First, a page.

In 1995, Lamont, a Black man from Harlem, New York, then in his mid-twenties, was arrested and charged with selling drugs as part of a vast criminal enterprise. Though he maintains it was a case of mistaken identity, the feds claimed he dealt cocaine and kicked profits up to a drug lord. His first trial resulted in a hung jury, but the second time the charges stuck. He was convicted and spent 21 years in prison.
When he was released in 2016, he came home to a Harlem he barely recognized. He was disappointed by the lack of Black ownership in the historically Black neighborhood, which had rapidly gentrified during his time behind bars. “I’m moving around, trying to adapt back into society, and I just was seeing how my community was hurting,” says Lamont, now 52, who asked to be identified only by his middle name. “All these buildings; none of them owned anything.”
He spent time living with his mother, he says, until he got back on his feet, eventually establishing a personal training business. Then, during the summer of 2021, a few months after New York State legalized adult recreational-use marijuana, Lamont rolled out his first weed truck at the corner of 116th Street and Frederick Douglass Boulevard. The vehicle was painted green, outfitted with a bright LED banner and branded Uncle Budd. Lamont and his truck operators accepted “donations” and issued marijuana products as “gifts,” a model many of the new weed vendors across the state — though mostly concentrated in the five boroughs — have adopted.
Over the next year, Lamont’s business expanded. At its height, he says, he was operating a fleet of 10 trucks, and Uncle Budd garnered substantial press as one of the growing number of so-called “gray market” marijuana distributors in the city. People of color, like Lamont, were behind many of them. The new state government body devoted to building New York’s regulated cannabis industry, the Office of Cannabis Management (OCM), promised social equity would be baked into its construction to help benefit Black and Latino people, of whom a disproportionate number were incarcerated under prohibition. Minority parties interested in building a legal weed business would get a fair shot.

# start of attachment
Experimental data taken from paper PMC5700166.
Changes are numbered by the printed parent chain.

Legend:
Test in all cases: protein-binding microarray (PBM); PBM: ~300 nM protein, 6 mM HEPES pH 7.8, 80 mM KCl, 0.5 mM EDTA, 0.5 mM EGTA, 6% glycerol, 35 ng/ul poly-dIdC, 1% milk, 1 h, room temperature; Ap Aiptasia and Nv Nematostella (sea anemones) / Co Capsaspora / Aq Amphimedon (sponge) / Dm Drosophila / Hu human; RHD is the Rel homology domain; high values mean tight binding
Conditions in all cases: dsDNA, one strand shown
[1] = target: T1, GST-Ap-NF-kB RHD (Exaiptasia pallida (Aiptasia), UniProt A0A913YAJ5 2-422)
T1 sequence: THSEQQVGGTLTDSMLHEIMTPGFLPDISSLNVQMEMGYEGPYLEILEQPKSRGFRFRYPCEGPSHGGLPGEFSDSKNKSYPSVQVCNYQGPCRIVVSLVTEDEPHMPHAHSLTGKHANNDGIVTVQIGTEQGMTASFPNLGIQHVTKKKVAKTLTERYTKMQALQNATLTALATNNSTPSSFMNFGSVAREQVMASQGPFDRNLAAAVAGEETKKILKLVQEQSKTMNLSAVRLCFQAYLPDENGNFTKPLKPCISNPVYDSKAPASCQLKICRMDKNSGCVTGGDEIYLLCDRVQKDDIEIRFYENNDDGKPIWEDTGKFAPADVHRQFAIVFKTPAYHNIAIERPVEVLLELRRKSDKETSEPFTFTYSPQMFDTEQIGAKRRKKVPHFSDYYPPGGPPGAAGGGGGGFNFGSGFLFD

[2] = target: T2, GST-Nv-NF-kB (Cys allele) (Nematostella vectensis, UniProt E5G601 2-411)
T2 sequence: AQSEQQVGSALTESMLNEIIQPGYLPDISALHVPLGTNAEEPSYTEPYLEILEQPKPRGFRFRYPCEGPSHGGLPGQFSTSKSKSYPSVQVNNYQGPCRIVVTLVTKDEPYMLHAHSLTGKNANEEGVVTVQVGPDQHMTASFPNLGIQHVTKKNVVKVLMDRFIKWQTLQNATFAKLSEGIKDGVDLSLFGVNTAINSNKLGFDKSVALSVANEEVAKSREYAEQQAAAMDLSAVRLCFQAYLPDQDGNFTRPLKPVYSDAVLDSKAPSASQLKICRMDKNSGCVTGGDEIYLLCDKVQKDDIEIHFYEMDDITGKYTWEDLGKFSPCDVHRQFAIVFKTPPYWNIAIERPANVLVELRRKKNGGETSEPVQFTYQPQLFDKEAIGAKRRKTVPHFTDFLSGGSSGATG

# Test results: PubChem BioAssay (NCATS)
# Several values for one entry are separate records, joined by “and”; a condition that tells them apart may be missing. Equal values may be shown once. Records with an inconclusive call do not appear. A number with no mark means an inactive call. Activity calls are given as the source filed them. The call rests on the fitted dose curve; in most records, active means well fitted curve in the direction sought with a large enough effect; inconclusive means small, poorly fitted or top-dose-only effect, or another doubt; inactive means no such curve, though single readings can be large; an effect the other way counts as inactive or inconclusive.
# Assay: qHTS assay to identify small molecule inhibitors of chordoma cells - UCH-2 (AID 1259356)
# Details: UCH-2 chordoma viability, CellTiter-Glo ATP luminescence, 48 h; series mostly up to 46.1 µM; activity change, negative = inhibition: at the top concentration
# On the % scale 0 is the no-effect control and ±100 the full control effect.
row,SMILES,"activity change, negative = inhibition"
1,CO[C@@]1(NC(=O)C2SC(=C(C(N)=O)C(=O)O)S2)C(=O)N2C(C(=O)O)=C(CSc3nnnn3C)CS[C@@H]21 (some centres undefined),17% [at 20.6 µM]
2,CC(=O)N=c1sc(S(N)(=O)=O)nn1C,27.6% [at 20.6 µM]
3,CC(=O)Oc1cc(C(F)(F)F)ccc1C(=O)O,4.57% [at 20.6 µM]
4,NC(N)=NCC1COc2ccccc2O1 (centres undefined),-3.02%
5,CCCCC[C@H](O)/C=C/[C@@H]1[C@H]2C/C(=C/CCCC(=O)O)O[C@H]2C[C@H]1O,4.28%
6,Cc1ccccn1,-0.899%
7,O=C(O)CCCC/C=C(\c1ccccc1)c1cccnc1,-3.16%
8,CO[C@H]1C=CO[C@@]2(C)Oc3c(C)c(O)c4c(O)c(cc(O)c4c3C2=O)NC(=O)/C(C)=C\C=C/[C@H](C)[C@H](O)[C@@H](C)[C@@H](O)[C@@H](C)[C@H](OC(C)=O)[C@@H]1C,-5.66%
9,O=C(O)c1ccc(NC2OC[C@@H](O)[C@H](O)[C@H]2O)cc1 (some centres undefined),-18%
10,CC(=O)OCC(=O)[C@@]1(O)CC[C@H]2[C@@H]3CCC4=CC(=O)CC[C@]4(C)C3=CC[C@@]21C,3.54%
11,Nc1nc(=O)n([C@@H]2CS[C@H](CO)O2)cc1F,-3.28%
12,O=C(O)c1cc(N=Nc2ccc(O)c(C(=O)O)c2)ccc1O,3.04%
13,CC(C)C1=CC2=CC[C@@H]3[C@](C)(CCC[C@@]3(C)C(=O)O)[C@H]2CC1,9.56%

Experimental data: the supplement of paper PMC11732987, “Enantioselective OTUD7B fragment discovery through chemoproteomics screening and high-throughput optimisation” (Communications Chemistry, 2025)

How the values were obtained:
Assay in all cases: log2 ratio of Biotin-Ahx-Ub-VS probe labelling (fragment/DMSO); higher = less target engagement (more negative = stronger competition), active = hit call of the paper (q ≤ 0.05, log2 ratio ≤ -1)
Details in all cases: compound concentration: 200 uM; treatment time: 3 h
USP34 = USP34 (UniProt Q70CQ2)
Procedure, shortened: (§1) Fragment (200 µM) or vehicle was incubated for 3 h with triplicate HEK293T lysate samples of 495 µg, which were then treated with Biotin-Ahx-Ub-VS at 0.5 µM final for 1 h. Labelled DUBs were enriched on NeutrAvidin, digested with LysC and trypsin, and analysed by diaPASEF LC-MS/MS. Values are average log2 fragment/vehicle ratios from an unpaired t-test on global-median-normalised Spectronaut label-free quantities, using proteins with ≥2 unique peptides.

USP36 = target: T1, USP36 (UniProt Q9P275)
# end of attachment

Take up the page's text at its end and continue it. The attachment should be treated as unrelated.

But while the OCM asked for time to fulfill that promise, many didn’t wait — intrepid and eager entrepreneurs opened up various kinds of shops. Weed trucks, stores, and sidewalk folding tables filled with products, attracting customers who could now smoke freely anywhere a cigarette was allowed.
There was one hitch: As far as the state was concerned, marijuana sales were still illegal, and would remain so until the OCM awarded sales licenses to vendors who passed through a vetting process and became tax-paying, regulation-abiding partners with New York.
However, the out-in-the-open weed distributors, many distrustful of the government in part because of its past mistreatment of minority community members, carried on. They weren’t going to hang back and wait for New York State to rake in money through its cannabis market and, like they’d seen in other states, leave out the same people who were penalized for decades in the past. They felt they were within their rights to sell marijuana right away.
AT THE CENTER OF THE GRAY MARKET explosion in New York is section 222.05 of the state’s penal law, which says “transferring” a limited amount of weed between adults is allowed, but only “without compensation.” Some weed entrepreneurs have interpreted this to mean that the donation model, as well as the club model — where a membership fee gets a person access to “free” weed — are permissible.